PHILADELPHIA – With a voice barely audible as he sat at his locker in the Wells Fargo Center locker room, Demetrius Jackson had little to say following Notre Dame’s 88-74 loss in the East Regional finals against North Carolina as it pertained to his upcoming decision-making process.
Faced with the prospect of deciding between returning for his senior season with the Irish in 2016-17 or launching his professional career with a year of eligibility in his pocket, his only response to an inquiry about his future was: “That’s something I’ll discuss later.”
Irish head coach Mike Brey discussed it for him, and vowed that his role in the process would be that of a facilitator, not a pitchman.
“You can’t recruit him,” Brey said. “He needs to be supported and get the information. If business says he should go, I’ll lead the parade out of town.”
Recent legislation allows Jackson to declare for the draft and participate in the May combine in Chicago without penalty of sacrificing his final year of eligibility, provided he does not hire an agent during the process.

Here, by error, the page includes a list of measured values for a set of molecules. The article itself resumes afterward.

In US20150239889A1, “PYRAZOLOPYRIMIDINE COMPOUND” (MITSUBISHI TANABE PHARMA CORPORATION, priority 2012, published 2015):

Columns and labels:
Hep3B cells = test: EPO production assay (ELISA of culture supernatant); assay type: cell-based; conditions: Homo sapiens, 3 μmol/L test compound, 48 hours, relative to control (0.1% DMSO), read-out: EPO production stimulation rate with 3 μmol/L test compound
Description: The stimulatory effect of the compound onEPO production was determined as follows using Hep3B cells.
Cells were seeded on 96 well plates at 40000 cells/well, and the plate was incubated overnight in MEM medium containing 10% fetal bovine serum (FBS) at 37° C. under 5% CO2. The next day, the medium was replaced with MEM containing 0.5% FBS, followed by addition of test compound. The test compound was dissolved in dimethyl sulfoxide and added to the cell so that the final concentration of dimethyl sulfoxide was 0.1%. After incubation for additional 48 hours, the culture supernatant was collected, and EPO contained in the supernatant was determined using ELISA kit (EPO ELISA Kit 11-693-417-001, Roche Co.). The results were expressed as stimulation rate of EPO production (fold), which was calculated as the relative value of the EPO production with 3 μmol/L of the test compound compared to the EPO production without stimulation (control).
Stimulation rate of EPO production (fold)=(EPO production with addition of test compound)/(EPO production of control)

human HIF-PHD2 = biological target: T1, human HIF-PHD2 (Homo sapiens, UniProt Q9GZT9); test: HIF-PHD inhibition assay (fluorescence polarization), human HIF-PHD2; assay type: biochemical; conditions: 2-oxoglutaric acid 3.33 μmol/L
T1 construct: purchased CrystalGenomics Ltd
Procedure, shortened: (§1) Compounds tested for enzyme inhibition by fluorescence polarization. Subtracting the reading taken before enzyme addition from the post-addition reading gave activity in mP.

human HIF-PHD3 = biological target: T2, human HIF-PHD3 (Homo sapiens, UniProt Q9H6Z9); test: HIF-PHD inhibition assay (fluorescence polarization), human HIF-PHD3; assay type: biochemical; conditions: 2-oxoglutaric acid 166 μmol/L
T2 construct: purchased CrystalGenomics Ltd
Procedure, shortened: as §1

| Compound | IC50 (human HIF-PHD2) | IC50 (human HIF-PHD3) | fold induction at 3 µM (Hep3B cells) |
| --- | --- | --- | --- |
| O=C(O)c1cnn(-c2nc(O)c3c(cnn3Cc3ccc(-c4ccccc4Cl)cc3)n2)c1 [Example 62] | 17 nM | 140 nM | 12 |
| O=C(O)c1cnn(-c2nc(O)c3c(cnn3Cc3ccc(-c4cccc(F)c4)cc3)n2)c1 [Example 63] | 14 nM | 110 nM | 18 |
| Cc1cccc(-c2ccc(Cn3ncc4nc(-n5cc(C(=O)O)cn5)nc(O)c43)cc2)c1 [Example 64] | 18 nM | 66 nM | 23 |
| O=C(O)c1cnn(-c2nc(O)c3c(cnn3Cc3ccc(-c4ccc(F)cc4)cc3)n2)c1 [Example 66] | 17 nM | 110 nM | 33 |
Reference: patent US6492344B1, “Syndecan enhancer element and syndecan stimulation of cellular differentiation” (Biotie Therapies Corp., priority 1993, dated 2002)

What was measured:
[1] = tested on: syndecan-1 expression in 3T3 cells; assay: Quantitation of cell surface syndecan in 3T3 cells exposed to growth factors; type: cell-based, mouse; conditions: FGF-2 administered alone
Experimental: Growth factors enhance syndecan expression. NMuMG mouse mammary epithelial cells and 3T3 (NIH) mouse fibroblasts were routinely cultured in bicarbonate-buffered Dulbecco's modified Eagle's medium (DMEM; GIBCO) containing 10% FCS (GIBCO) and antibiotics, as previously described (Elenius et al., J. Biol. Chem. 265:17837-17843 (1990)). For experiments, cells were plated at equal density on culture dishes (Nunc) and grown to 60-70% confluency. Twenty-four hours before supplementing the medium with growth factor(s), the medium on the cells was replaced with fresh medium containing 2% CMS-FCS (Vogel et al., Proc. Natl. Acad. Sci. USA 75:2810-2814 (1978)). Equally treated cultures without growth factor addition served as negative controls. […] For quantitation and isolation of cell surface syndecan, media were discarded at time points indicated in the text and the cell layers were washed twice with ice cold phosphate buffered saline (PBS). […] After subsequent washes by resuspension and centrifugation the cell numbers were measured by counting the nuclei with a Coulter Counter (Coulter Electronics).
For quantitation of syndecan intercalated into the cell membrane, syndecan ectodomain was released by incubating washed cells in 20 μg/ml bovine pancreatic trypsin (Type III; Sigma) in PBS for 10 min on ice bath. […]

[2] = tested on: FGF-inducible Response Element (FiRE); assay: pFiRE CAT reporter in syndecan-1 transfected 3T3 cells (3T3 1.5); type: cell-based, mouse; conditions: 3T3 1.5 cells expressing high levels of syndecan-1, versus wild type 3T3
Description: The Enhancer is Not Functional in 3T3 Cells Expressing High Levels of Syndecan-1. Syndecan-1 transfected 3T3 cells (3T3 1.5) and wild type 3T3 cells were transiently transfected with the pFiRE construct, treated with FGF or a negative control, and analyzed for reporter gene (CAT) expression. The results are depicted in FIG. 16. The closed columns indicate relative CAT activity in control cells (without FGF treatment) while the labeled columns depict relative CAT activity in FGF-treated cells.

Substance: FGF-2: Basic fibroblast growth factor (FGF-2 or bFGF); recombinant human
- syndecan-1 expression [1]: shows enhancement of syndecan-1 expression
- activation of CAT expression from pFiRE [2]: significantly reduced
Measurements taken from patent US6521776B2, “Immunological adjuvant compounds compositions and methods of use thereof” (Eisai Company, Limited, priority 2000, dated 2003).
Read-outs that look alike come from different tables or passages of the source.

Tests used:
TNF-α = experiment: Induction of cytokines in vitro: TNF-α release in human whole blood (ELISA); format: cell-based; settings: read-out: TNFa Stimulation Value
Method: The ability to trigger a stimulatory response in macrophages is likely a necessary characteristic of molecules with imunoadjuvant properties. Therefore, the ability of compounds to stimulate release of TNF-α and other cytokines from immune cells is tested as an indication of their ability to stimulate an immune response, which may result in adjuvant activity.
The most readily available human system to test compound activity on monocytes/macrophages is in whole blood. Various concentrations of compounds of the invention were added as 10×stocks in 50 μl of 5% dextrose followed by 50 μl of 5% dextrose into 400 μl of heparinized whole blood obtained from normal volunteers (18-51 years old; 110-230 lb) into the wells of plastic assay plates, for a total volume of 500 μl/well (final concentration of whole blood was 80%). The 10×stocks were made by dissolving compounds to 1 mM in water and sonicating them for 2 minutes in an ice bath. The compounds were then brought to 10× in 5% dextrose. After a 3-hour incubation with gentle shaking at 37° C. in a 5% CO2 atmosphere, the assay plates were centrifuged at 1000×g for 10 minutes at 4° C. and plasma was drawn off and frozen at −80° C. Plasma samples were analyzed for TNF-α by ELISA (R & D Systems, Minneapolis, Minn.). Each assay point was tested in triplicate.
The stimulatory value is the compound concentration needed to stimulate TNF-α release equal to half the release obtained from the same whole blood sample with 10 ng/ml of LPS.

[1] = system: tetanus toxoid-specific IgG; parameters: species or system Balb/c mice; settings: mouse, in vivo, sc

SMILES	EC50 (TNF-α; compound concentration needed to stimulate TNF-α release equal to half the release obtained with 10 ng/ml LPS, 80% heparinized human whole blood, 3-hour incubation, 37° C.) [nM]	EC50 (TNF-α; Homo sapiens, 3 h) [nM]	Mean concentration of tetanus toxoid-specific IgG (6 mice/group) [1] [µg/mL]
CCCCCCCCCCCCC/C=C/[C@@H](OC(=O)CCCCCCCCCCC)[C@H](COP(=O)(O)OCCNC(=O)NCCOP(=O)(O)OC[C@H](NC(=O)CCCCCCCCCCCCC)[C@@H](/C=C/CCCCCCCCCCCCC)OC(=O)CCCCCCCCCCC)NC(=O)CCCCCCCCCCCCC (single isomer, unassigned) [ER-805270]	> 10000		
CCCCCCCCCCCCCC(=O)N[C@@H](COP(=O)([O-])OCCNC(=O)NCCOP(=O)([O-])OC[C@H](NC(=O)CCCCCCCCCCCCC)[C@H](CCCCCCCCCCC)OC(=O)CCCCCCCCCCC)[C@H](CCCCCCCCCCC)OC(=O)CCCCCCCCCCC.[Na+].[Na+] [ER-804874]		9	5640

Prospects at the combine will be evaluated by NBA team personnel and given an educated guess as to their draft status in the two-round set-up.
The players would then be able to stay in the draft or return to school, whereas the previous rule did not allow for a return to school after declaring for the draft and participating in the combine.
“We’ll take our time and really analyze it,” Brey said. “The great thing is the rule. He can go up to Chicago, go to the pre-draft camp and get his feedback.
“There’s no rush to judgment. There’s a week after the pre-draft camp before you have to make a decision, and Demetrius is methodical about his decision-making. We’ll sit down together, go through it, and give him every opportunity to get the right info.”
Jackson, who had struggled throughout several of his performances since suffering a hamstring pull in late January, saved one of his best efforts of his collegiate career for last.
Jackson converted 10-of-16 shots from the field, including 3-of-7 from three-point range, to finish with 26 points. The point total was one shy of his career mark.
For the fourth time in the last 16 games, he converted at least 50 percent of his shots. It was just the third time in the last 20 games that Jackson made as many as three three-pointers in a game.
“I tell you one thing, he helped his stock tonight,” Brey said. “He looked like an NBA guard tonight.”
Teammate/classmate V.J. Beachem was asked what his pitch would be to Jackson to coerce him to stay for his fourth and final season in the program.
“We’ve been here twice, but we’ve still got unfinished business,” Beachem said.
“But regardless, I’m so proud of him. I’ve known him for a long time, and I expected nothing less than the effort he’s given us.”